51 Shuffle

by dm gillis

based on actual events in the disturbed mind of  Michael Valois

Part 1

July 4 1947, Roswell Army Air Field Radar Facility 

“What the hell is it?” said Air Force Major Cam Middleton. He sipped his fifth cup of coffee that night and puffed on a drug store cigar. The room was dark and occupied by Specialist Airmen monitoring glowing screens.

“Unidentified, Sir,” said the Radar Specialist.

Middleton sipped more of his coffee and blew smoke as he leaned over and took a closer look. Then he said, “Whatever the hell it is, it’s got the whole damn world ready for World War 3.”

“It’s losing altitude, Sir,” said the Radar Spec. “We know that much.”

“Meaning what, exactly?”

“Meaning that if it follows its current trajectory, it will land in New Mexico.”

“Bullshit.”

“If you say so, Sir. But I’ve checked the numbers three times. And though it’s true that it could change course at any time, it’s worth noting that there are thunder storms in the area.”

“What happens when it falls on New Mexico?”

“We don’t know what it is, Sir. So, we can’t say. But it’s coming in over the Pacific, not the Pole.”

“So it ain’t Ruskie.”

The Radar Spec didn’t speculate.

“Well hell and goddamit,” Middleton said. “We’ve gotta scramble fighters. We’ve gotta get the bombers airborne.”

“That won’t be necessary, Sir.”

It was the voice of a man standing behind Major Cam Middleton. Middleton turned round and the man stood to attention and saluted.

“Lieutenant Walter Haut reporting, Sir.”

“Who the hell are you?” Middleton half saluted back.

“Base Public Information Officer, Sir,” Haut said. “What’s unfolding on the screen won’t require Air Force intervention. It’s just a weather balloon.”

“Perhaps I should excuse myself,” said the Radar Spec.

“The hell you say, Airman,” Middleton said. “You just stay where you are and watch that damn screen.”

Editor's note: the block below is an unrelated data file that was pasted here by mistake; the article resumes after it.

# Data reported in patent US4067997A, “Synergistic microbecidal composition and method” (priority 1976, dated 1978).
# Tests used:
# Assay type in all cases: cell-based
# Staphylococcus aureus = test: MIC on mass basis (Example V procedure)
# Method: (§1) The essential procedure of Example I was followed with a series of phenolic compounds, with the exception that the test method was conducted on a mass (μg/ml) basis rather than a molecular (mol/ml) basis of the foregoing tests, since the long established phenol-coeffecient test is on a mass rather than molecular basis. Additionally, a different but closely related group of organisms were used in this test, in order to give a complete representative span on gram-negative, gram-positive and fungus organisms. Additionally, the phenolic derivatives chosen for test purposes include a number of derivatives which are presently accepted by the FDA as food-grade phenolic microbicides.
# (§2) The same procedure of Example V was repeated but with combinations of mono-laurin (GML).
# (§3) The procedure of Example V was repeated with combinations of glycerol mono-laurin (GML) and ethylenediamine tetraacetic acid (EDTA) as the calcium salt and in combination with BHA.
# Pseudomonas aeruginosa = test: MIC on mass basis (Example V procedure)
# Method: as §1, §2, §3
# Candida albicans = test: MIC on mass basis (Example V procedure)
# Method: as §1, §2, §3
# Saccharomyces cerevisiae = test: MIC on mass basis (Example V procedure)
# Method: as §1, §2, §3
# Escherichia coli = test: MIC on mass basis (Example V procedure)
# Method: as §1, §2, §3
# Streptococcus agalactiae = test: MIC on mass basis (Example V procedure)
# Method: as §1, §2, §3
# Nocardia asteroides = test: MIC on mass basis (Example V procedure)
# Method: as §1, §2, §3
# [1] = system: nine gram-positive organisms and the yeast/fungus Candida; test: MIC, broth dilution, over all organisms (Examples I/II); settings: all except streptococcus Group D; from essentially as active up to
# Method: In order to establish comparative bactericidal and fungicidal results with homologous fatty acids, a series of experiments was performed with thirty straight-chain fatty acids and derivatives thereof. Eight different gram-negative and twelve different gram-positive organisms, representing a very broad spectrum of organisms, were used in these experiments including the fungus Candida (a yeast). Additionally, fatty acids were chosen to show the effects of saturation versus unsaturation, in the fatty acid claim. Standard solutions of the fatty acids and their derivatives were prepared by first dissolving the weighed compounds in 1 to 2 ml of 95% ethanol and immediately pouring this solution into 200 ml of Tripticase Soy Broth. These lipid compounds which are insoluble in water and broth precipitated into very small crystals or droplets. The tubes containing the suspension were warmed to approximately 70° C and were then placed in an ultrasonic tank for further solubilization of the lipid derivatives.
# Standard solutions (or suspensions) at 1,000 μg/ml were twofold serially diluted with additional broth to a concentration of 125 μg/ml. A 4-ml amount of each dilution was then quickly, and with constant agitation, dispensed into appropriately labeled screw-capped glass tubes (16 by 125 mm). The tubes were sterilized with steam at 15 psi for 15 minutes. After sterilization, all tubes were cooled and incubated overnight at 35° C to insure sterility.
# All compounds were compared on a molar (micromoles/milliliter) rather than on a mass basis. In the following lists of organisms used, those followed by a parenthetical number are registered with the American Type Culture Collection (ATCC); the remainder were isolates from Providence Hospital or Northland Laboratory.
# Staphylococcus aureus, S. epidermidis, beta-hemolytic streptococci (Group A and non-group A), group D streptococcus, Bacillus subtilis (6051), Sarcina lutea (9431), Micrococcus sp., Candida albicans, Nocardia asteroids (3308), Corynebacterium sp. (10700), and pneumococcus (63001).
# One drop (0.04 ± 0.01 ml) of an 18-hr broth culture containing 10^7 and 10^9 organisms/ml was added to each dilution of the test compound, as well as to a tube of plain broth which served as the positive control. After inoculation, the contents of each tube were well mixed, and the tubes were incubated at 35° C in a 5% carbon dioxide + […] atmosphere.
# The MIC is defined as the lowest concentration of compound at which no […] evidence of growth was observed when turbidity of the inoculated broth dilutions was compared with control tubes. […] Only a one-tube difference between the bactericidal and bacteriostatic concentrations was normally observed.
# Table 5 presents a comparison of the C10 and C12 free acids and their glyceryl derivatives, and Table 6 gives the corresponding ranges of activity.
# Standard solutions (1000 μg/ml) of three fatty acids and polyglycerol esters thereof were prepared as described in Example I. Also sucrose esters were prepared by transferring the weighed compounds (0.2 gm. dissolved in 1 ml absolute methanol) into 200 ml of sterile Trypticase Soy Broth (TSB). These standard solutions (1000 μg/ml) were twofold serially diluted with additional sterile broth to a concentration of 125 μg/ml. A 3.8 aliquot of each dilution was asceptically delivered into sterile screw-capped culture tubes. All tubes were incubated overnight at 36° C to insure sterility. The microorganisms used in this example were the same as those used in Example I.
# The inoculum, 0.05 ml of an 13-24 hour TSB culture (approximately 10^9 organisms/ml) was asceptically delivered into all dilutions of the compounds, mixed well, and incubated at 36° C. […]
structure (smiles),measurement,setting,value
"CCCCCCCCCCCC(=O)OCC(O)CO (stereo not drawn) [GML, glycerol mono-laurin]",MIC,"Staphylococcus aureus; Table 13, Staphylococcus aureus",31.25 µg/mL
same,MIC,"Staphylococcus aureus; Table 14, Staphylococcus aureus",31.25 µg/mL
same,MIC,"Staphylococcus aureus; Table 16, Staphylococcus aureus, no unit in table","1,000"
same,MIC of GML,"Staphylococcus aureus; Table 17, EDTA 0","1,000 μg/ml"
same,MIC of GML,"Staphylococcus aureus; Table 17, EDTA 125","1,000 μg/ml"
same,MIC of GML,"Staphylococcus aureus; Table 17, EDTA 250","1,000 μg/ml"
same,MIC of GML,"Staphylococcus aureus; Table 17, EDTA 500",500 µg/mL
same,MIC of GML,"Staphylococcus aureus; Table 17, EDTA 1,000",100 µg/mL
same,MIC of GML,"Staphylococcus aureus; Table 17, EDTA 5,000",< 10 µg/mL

“Yessir.”

“Now, Base goddam Public Information Officer Lieutenant Walter Haut, how is it that a radar blip that entered the atmosphere like an asteroid over the Sea of Japan, travelling at near supersonic speed, over the Pacific for the last ten minutes, headed directly for New Mexico and fixin’ to land there, is a goddam weather balloon?”

“With respect, Sir,” said Haut, handing Middleton an official looking envelope, “it’s because Strategic Air Command says so. I was ordered to deliver this ahead of the arrival of Colonel Forbes of SAC, Sir.”

“Why you?” said Middleton. “You’re a goddam First Lieutenant. I’ve swatted mosquitoes with more significance in the world than you.”

“Because, as you’ve pointed out, Sir, convincing the world that what’s on your radar screen right now is a mere weather balloon will be a work of communications prowess.”

“And you’re the goddam mosquito with the prowess.”

“Yes, Sir. Myself and a team of others.”

“Bull fucking shit,” said Middleton, as he opened the envelope. He read the document inside, furiously puffing his cigar. The red ember was getting close to the end.

Then he said, “This makes about as much sense as a cat in a duck blind, Lieutenant. And what’s this shit about my boys being relieved and debriefed? They’re on duty for another three hours.”